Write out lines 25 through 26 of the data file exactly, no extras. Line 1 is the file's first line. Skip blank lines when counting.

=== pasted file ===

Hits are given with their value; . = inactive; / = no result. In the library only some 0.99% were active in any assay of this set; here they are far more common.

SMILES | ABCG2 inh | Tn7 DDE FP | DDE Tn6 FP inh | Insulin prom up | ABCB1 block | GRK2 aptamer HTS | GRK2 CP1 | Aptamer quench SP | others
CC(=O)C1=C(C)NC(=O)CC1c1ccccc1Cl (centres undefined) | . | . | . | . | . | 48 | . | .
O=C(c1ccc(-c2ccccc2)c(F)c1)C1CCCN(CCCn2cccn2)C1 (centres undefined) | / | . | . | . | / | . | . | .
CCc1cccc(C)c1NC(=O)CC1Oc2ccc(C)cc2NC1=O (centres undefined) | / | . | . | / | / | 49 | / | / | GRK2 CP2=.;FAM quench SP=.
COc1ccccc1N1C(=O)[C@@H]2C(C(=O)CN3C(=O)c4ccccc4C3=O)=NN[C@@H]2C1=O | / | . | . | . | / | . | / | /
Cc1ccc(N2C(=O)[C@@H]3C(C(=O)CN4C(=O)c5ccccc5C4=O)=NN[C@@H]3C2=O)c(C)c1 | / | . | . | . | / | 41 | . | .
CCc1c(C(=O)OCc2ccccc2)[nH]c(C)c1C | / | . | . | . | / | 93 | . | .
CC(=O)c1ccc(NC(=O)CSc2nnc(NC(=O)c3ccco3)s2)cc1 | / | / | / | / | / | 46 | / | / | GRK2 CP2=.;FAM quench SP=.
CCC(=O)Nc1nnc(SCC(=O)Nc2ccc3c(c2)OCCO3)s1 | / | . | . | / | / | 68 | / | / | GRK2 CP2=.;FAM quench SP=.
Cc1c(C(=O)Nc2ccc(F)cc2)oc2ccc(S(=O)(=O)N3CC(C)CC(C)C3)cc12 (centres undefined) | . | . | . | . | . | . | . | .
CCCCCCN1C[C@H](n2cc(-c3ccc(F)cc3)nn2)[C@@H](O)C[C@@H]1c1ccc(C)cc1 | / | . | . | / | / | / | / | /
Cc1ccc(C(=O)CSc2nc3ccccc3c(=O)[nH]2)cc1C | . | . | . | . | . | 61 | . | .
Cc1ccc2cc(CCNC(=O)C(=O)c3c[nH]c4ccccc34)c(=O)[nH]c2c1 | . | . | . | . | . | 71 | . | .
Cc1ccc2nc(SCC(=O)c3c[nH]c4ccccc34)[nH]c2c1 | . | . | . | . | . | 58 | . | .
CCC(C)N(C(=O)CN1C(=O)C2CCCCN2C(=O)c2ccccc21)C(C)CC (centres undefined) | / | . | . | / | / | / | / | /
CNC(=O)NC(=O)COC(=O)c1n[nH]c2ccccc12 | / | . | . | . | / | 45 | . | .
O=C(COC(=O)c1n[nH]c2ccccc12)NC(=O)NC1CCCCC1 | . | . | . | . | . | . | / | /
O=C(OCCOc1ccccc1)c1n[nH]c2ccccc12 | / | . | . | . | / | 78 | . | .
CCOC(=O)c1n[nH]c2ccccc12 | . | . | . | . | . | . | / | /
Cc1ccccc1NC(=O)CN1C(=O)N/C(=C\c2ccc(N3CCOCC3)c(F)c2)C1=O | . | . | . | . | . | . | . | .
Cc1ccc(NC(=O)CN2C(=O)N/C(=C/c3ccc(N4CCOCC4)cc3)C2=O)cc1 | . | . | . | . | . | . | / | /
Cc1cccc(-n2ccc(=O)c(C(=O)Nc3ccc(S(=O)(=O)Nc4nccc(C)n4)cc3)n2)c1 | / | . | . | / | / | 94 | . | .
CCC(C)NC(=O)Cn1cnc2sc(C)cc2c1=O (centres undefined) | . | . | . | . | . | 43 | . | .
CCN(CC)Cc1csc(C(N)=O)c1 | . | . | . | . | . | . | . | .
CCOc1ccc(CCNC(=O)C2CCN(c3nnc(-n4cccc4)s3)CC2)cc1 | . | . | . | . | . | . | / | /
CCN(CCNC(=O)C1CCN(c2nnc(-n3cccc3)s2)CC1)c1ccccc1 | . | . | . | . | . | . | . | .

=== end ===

CCN(CC)Cc1csc(C(N)=O)c1 | . | . | . | . | . | . | . | .
CCOc1ccc(CCNC(=O)C2CCN(c3nnc(-n4cccc4)s3)CC2)cc1 | . | . | . | . | . | . | / | /